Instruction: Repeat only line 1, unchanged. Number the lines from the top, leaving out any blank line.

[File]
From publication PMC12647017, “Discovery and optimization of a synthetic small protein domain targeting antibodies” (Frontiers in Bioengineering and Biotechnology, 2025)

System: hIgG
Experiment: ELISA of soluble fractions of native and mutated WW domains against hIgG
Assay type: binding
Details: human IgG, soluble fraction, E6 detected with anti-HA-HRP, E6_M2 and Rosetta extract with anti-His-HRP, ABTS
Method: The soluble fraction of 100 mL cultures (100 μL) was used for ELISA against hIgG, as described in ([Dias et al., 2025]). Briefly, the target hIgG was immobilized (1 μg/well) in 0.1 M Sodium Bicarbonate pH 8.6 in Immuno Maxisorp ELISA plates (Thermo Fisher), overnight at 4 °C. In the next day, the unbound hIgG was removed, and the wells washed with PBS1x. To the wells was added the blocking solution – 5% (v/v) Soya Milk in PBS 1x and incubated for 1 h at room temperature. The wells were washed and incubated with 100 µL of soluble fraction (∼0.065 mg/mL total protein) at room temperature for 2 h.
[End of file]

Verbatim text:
From publication PMC12647017, “Discovery and optimization of a synthetic small protein domain targeting antibodies” (Frontiers in Bioengineering and Biotechnology, 2025)